Special Report Your Job

Worst is yet to come for job market

This is the most brutal downturn in decades, but the unemployment numbers only show part of the pain.

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By Chris Isidore, CNNMoney.com senior writer

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NEW YORK (CNNMoney.com) -- It's no secret that the job market is bad.

The government reported Friday that the unemployment rate rose to a 25-year high of 8.1% in February, as employers cut 651,000 jobs from payrolls.

Still, as bad as those numbers are, some have argued that this jobs downturn is not as bad as the early 1980s. The unemployment rate peaked at 10.8% in late 1982.

But several experts say it would be a mistake to come to that conclusion. They argue that unemployment rate only hints at why this jobs downturn is worse than any since the Great Depression.

Steep decline

Over the last six months, 3.3 million jobs have been lost. That's the largest six-month job loss since the end of World War II.

Even adjusting for the large growth in the nation's job base in recent decades, this is still the biggest six-month job loss since March 1975.

Economists say the steepness of this decline will make it tougher for the job market to improve any time soon. The increasing job losses create a downward spiral in which businesses, faced with lower demand because people can't afford to buy their products, lay off even more people.

"The dramatic hemorrhaging of jobs means we're in this for the long-haul," said Heidi Shierholz, economist with Economic Policy Institute, a Washington think tank supported by foundations and labor unions.

Another reason why this downturn is more painful is because the layoffs have come from companies in virtually all parts of the economy.

"There's no place to hide in terms of job losses," said Lakshman Achuthan, managing director of Economic Cycle Research Institute. "And when measuring the impact of job losses, it's very important how pervasive the losses are. That's what makes this the worst since the Great Depression."

Achuthan points to something called the diffusion index of employment change, which showed that three out of four business sectors cut jobs in February. Job losses were even slightly more widespread in December and January, meaning that 83% of industries have lost workers over the last three months.

According to Achuthan, this was the first time in the past 30 years that there have been job losses in more than two-thirds of the sectors of the economy. When the recession started in December 2007, about 58% of industries were still adding jobs.

Long-term pain

February marked the 14th straight month of job losses, the third-longest streak since 1939.

This long period of job losses is swelling unemployment rolls to record levels and causing long-term unemployment to rise sharply.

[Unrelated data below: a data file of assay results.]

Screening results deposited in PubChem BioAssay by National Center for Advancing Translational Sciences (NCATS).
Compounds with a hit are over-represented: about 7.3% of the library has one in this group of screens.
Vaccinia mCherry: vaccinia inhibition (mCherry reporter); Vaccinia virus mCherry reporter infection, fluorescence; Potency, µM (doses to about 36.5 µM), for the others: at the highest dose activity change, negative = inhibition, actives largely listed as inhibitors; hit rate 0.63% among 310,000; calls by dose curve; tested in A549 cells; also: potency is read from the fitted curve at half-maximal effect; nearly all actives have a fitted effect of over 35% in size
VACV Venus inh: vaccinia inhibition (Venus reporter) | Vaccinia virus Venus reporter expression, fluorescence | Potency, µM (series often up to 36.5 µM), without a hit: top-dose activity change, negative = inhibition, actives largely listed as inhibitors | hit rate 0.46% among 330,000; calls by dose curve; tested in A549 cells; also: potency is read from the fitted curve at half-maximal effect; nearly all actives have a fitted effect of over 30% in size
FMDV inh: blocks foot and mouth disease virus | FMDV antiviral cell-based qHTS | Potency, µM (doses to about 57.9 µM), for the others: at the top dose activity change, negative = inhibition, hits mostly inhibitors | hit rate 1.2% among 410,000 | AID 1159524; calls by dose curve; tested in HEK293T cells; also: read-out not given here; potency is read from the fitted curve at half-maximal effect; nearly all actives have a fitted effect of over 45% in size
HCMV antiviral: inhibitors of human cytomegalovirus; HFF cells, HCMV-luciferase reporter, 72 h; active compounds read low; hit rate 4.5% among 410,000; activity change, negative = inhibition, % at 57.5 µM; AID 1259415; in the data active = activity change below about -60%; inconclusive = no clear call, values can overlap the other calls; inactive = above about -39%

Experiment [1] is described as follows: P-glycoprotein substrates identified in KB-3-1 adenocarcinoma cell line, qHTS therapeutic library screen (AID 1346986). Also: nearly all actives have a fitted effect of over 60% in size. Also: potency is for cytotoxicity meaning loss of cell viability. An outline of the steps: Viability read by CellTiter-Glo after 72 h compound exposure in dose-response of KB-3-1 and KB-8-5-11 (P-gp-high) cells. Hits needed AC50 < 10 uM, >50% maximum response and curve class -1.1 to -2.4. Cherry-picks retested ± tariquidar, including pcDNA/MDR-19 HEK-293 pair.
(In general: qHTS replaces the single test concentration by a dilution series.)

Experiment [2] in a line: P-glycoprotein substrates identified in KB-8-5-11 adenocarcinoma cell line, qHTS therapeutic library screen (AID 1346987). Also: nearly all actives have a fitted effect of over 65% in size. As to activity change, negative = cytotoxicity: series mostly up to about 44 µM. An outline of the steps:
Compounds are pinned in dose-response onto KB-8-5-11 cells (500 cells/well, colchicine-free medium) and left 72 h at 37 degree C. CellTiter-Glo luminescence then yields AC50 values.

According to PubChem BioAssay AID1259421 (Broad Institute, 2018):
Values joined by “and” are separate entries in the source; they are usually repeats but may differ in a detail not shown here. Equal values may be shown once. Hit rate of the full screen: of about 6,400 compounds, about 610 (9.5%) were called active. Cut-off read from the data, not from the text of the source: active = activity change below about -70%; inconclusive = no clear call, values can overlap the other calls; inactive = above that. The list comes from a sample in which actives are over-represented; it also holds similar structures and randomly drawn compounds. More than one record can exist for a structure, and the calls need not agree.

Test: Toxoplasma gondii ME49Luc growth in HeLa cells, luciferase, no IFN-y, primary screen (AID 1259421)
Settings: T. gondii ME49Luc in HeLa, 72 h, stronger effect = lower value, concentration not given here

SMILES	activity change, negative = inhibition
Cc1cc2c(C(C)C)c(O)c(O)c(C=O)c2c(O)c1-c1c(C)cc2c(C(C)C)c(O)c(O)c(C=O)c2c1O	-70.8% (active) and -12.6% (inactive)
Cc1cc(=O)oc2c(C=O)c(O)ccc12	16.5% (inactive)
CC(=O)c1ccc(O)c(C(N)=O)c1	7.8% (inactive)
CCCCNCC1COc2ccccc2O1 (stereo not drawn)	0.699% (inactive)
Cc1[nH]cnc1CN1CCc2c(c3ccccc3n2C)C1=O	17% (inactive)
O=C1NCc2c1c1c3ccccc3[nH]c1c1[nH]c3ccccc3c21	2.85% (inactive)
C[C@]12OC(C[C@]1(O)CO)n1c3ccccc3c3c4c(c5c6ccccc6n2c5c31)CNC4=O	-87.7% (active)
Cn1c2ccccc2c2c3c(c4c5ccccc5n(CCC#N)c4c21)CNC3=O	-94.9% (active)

In February, 3.4% of the nation's workers had been out of work for 15 or more weeks, with nearly 2% of that total being out of work at least six months. Several states' unemployment funds have run out money as a result.

And most economists think the job market woes are far from over. Many economists are projecting job losses through the end of the year.

But even when the job losses end, the unemployment rate is likely to continue rising. That's because the modest hiring that will follow the downturn won't be enough to make up for population growth and unemployed Americans who had become discouraged starting to look for jobs again.

With that in mind, Dean Baker, co-founder of the Center for Economic and Policy Research, said he thinks the unemployment rate will hit a peak of above 10% sometime in 2010.

Underemployed, or discouraged

Finally, economists caution that the unemployment rate only captures a portion of Americans unable to find full-time jobs. It doesn't count people working at part-time jobs but cannot find a full-time job, for example.

And the average number of hours worked per week is now at a record low, according to Labor Department readings.

The unemployment rate also doesn't count many people who tell the Labor Department they want to work but haven't looked for work recently.

The government has a so-called underemployment reading which counts people working part-time jobs for economic reasons rather than by choice, as well as some who have become discouraged from looking for work.

That measure hit 14.8% in February - the highest reading since the Labor Department started calculating it back in 1994.

But there are other discouraged job seekers who are not looking because they don't think they can find work, have decided to return to school, or for other personal reasons. Counting all of those people in the underemployment rate takes it to 16.7% in February.

Comparable figures aren't available from the Labor Department for the pre-1994 period, but there are full-year government estimates for those outside the labor force who wanted to work in earlier years.

Using those figures, the underemployment rate reached a high of 21.5% in November 1982. While that's higher than this February, it's probably not fair to compare the current reading to the worst result of that downturn since most believe this jobs crisis is far from over.

"No one is going to tell you we're at the trough," said Baker. To top of page

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